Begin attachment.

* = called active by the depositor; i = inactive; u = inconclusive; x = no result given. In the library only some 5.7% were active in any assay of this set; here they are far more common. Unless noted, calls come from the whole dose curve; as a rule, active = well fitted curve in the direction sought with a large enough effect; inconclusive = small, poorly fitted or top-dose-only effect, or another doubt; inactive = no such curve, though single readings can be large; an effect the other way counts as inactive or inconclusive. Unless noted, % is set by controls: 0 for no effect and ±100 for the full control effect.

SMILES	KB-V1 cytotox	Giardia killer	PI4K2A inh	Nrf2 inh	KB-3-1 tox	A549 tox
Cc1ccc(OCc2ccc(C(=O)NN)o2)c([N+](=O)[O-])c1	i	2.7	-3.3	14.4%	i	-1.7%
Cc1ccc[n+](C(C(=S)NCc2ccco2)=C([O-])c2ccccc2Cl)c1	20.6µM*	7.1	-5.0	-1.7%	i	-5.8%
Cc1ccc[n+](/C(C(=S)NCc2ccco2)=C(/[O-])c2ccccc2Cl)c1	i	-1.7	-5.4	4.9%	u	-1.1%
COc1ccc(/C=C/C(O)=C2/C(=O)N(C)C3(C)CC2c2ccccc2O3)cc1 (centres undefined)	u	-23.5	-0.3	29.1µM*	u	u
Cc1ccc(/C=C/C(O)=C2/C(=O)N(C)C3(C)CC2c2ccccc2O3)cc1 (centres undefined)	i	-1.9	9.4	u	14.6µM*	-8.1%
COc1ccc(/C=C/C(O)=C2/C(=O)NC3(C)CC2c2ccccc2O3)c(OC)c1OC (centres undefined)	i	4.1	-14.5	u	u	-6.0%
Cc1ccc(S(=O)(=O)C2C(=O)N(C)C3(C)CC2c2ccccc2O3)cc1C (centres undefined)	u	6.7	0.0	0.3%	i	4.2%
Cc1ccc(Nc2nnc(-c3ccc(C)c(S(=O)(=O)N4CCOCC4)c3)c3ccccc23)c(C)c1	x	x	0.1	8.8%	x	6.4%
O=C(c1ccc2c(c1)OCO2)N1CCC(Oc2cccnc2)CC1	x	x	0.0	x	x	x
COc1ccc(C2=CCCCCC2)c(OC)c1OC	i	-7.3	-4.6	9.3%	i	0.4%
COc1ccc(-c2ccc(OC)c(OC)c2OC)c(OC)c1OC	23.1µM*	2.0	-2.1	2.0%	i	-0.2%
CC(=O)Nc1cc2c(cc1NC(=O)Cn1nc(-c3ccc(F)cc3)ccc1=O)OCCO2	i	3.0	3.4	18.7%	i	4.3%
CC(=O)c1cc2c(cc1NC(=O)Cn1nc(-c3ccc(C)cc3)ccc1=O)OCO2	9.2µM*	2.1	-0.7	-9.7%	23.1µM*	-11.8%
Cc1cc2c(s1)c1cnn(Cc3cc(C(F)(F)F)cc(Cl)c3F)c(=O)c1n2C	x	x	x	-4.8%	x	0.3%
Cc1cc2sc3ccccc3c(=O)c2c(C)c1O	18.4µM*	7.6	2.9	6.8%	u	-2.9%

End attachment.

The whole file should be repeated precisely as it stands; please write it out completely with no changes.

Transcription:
* = called active by the depositor; i = inactive; u = inconclusive; x = no result given. In the library only some 5.7% were active in any assay of this set; here they are far more common. Unless noted, calls come from the whole dose curve; as a rule, active = well fitted curve in the direction sought with a large enough effect; inconclusive = small, poorly fitted or top-dose-only effect, or another doubt; inactive = no such curve, though single readings can be large; an effect the other way counts as inactive or inconclusive. Unless noted, % is set by controls: 0 for no effect and ±100 for the full control effect.

SMILES	KB-V1 cytotox	Giardia killer	PI4K2A inh	Nrf2 inh	KB-3-1 tox	A549 tox
Cc1ccc(OCc2ccc(C(=O)NN)o2)c([N+](=O)[O-])c1	i	2.7	-3.3	14.4%	i	-1.7%
Cc1ccc[n+](C(C(=S)NCc2ccco2)=C([O-])c2ccccc2Cl)c1	20.6µM*	7.1	-5.0	-1.7%	i	-5.8%
Cc1ccc[n+](/C(C(=S)NCc2ccco2)=C(/[O-])c2ccccc2Cl)c1	i	-1.7	-5.4	4.9%	u	-1.1%
COc1ccc(/C=C/C(O)=C2/C(=O)N(C)C3(C)CC2c2ccccc2O3)cc1 (centres undefined)	u	-23.5	-0.3	29.1µM*	u	u
Cc1ccc(/C=C/C(O)=C2/C(=O)N(C)C3(C)CC2c2ccccc2O3)cc1 (centres undefined)	i	-1.9	9.4	u	14.6µM*	-8.1%
COc1ccc(/C=C/C(O)=C2/C(=O)NC3(C)CC2c2ccccc2O3)c(OC)c1OC (centres undefined)	i	4.1	-14.5	u	u	-6.0%
Cc1ccc(S(=O)(=O)C2C(=O)N(C)C3(C)CC2c2ccccc2O3)cc1C (centres undefined)	u	6.7	0.0	0.3%	i	4.2%
Cc1ccc(Nc2nnc(-c3ccc(C)c(S(=O)(=O)N4CCOCC4)c3)c3ccccc23)c(C)c1	x	x	0.1	8.8%	x	6.4%
O=C(c1ccc2c(c1)OCO2)N1CCC(Oc2cccnc2)CC1	x	x	0.0	x	x	x
COc1ccc(C2=CCCCCC2)c(OC)c1OC	i	-7.3	-4.6	9.3%	i	0.4%
COc1ccc(-c2ccc(OC)c(OC)c2OC)c(OC)c1OC	23.1µM*	2.0	-2.1	2.0%	i	-0.2%
CC(=O)Nc1cc2c(cc1NC(=O)Cn1nc(-c3ccc(F)cc3)ccc1=O)OCCO2	i	3.0	3.4	18.7%	i	4.3%
CC(=O)c1cc2c(cc1NC(=O)Cn1nc(-c3ccc(C)cc3)ccc1=O)OCO2	9.2µM*	2.1	-0.7	-9.7%	23.1µM*	-11.8%
Cc1cc2c(s1)c1cnn(Cc3cc(C(F)(F)F)cc(Cl)c3F)c(=O)c1n2C	x	x	x	-4.8%	x	0.3%
Cc1cc2sc3ccccc3c(=O)c2c(C)c1O	18.4µM*	7.6	2.9	6.8%	u	-2.9%